An investigation into the company, which has also been subject to legal action in various jurisdictions including France and the UK, found that Clearview’s scraping of images from the internet to build databases of facial images to provide law enforcement with was non-consensual. As part of the action, Clearview was also banned from monitoring, storing, and processing biometric information of individuals in Italy, ordered to delete all existing data of people in Italy, and designate a representative in EU territory.

Germany fines Berlin-based bank for non-transparency around automated credit card application system

With a less hefty fine of €300,000, the Berlin Data Protection Authority BlnBDI (Berliner Beauftragte für Datenschutz und Informationsfreiheit) fined a Berlin-based bank in 2023 for not transparently informing a candidate of the reasons behind an automated rejection for their online credit card application. Without this specific information, the candidate could also not meaningfully challenge the decision.

As such, the BlnBDI found the bank to have violated Article 22(3), Article 5(1)(a), and Article 15(1)(h) of the GDPR, which cover automated individual decision-making, the lawful and transparent processing of personal data, and right of access by the data subject respectively.

Spain’s Data Protection Authority fines GSMA for imposing high-risk facial recognition system on attendees

With one of the lowest penalties for AI non-compliance in the EU, the Spanish Data Protection Authority AEPD (Agencia Española de Protección de Datos) imposed a fine in 2023 of €200,000 on GSMA, organisers of annual trade show Mobile World Congress, for imposing facial recognition on attendees for identity verification.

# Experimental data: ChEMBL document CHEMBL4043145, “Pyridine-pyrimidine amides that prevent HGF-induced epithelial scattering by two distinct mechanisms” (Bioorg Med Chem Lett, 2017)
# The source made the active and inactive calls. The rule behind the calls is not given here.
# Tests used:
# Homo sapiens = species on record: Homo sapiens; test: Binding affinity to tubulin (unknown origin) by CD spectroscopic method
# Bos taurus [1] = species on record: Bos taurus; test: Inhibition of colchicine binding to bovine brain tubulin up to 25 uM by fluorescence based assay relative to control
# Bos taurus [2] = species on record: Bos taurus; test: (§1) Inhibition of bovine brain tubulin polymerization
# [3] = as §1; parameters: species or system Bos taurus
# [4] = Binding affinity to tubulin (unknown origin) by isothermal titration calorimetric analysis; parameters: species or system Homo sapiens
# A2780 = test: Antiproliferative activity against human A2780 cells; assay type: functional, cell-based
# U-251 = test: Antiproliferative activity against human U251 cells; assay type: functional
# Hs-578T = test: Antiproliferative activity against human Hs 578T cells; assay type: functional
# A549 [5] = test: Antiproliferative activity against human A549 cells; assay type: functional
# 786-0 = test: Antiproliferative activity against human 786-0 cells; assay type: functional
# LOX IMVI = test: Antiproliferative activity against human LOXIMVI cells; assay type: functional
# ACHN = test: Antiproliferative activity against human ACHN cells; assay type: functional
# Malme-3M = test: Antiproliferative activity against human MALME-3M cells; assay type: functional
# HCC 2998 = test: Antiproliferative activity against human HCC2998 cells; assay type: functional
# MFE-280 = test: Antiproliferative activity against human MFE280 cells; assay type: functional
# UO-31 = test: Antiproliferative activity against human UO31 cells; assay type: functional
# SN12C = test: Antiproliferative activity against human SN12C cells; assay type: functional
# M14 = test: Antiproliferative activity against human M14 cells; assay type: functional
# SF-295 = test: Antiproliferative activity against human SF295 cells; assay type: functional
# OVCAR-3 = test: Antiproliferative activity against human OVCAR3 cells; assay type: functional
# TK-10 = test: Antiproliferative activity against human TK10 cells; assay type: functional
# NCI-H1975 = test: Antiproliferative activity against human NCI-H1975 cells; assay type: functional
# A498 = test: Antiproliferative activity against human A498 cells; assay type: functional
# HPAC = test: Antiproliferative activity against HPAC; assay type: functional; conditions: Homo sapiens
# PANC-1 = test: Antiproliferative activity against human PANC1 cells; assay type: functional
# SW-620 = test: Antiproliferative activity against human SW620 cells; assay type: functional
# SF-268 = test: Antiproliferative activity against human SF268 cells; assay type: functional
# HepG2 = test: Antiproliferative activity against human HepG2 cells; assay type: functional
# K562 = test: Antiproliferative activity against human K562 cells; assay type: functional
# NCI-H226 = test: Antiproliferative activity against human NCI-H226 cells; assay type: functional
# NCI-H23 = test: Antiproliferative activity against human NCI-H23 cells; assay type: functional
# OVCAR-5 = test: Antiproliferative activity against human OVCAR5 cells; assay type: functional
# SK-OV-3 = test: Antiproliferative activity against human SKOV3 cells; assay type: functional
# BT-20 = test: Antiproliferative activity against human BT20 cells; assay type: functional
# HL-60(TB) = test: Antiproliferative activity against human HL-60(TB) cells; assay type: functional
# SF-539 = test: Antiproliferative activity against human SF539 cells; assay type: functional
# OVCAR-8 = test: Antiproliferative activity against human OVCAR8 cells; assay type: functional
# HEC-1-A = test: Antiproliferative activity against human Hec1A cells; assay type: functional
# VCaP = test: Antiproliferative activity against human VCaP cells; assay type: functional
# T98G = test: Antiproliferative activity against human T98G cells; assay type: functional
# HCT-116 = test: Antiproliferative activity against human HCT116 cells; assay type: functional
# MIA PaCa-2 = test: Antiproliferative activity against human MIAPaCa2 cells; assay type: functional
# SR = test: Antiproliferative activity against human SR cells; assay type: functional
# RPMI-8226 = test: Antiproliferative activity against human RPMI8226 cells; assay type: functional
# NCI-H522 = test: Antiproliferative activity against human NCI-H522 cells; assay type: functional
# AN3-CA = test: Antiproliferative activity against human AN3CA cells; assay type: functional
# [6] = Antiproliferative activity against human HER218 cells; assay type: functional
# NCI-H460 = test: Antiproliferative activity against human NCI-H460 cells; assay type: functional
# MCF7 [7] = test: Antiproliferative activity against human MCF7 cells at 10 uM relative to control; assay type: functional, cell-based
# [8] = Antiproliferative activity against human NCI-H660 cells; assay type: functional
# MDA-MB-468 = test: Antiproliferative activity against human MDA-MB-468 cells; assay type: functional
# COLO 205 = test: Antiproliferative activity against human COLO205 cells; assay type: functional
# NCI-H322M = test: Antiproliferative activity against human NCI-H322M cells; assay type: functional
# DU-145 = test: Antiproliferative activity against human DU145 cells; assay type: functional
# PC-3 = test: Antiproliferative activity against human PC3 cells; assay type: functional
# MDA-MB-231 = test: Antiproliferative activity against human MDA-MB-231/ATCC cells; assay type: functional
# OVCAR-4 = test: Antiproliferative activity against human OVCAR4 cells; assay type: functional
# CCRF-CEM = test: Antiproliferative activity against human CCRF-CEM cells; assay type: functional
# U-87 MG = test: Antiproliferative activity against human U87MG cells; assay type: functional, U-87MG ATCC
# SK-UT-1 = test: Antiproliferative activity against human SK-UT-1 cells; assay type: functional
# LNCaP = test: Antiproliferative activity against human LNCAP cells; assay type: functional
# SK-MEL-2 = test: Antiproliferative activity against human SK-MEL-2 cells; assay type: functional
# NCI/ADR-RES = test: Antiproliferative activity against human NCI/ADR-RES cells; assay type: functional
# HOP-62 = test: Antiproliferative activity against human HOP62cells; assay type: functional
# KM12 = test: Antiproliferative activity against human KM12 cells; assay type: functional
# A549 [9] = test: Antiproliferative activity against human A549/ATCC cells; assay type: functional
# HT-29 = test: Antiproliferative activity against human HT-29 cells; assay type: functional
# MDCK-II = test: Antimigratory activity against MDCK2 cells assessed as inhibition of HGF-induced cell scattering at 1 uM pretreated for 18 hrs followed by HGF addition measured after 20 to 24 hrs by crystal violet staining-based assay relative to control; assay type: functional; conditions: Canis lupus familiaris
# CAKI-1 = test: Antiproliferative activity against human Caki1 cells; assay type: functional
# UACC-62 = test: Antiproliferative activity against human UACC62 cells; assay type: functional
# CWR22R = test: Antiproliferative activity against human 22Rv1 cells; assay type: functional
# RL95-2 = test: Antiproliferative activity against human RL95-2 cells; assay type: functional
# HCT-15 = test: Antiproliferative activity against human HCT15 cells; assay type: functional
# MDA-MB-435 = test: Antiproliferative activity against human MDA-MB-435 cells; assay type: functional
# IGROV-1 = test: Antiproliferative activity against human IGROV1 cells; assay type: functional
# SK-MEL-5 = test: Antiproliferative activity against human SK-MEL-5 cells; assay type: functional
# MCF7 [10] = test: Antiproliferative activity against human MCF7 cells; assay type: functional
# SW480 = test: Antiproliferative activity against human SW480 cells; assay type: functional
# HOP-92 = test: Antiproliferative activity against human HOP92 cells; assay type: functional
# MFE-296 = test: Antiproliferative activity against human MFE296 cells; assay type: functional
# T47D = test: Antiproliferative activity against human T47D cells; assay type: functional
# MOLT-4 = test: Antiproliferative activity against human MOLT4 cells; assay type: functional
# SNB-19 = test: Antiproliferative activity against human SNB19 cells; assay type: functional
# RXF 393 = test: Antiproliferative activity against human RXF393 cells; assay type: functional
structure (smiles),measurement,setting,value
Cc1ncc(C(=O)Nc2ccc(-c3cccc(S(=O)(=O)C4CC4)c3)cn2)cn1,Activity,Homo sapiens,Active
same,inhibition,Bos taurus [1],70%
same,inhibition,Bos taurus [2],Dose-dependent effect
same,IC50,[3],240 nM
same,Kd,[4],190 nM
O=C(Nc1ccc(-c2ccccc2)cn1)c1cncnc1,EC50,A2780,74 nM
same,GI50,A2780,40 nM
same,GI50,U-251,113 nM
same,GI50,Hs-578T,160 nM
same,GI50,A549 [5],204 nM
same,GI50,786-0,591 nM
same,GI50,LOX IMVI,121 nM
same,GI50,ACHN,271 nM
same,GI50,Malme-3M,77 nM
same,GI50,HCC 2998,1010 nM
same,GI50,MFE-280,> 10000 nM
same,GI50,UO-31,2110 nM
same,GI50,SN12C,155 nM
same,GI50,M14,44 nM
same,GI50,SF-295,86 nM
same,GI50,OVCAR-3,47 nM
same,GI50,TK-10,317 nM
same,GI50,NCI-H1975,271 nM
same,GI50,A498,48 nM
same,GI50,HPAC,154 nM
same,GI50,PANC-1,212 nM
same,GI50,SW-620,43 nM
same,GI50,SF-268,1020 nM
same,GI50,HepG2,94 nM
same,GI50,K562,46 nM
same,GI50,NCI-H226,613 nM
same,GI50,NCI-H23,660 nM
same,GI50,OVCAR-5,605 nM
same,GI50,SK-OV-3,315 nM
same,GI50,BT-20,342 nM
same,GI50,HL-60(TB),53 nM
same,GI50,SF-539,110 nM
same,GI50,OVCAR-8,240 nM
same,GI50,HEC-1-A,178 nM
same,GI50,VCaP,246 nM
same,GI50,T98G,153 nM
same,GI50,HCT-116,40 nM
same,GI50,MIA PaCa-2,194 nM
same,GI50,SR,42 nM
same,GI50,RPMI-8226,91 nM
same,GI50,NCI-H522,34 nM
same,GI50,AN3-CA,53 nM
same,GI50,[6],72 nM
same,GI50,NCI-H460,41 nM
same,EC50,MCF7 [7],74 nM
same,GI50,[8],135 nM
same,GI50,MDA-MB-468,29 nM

In contrast to the Clearview case where consent for biometric processing was not given, attendees did opt into the processing of their biometric information for identity verification, but the AEPD found that this consent did not have a valid legal basis as it was not freely given for a specific purpose. Indeed, attendees were asked to upload identify documents to facial recognition system BREEZ in order to attend the show, risking denial of entry if they did not, even if attending virtually.

Additionally, it was found that GSMA had failed to conduct an adequate Data Protection Impact Assessment (DPIA) prior to using this facial recognition system, violating Article 35 of the GDPR.

What sanctions have been placed on companies illegally using AI in the UK?